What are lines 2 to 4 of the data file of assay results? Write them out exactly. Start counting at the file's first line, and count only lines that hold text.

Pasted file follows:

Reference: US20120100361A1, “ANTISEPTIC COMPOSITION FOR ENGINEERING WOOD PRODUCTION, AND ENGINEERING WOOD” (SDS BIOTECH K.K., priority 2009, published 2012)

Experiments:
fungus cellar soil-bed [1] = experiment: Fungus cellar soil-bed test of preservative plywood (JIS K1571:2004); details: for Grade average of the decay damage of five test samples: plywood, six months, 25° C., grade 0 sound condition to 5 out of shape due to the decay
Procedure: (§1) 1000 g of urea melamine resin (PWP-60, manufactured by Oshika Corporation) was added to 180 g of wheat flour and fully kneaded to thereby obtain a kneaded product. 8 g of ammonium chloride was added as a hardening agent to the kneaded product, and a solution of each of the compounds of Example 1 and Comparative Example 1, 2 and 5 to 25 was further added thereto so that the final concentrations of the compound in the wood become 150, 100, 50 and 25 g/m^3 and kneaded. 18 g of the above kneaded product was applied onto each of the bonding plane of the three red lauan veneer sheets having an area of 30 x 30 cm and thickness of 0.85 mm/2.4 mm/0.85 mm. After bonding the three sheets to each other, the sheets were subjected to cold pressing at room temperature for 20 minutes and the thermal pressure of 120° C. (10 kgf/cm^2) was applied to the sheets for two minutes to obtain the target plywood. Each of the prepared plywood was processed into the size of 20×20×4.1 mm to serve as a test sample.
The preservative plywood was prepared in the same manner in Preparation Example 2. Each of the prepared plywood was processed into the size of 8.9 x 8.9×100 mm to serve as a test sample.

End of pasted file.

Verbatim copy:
Experiments:
fungus cellar soil-bed [1] = experiment: Fungus cellar soil-bed test of preservative plywood (JIS K1571:2004); details: for Grade average of the decay damage of five test samples: plywood, six months, 25° C., grade 0 sound condition to 5 out of shape due to the decay
Procedure: (§1) 1000 g of urea melamine resin (PWP-60, manufactured by Oshika Corporation) was added to 180 g of wheat flour and fully kneaded to thereby obtain a kneaded product. 8 g of ammonium chloride was added as a hardening agent to the kneaded product, and a solution of each of the compounds of Example 1 and Comparative Example 1, 2 and 5 to 25 was further added thereto so that the final concentrations of the compound in the wood become 150, 100, 50 and 25 g/m^3 and kneaded. 18 g of the above kneaded product was applied onto each of the bonding plane of the three red lauan veneer sheets having an area of 30 x 30 cm and thickness of 0.85 mm/2.4 mm/0.85 mm. After bonding the three sheets to each other, the sheets were subjected to cold pressing at room temperature for 20 minutes and the thermal pressure of 120° C. (10 kgf/cm^2) was applied to the sheets for two minutes to obtain the target plywood. Each of the prepared plywood was processed into the size of 20×20×4.1 mm to serve as a test sample.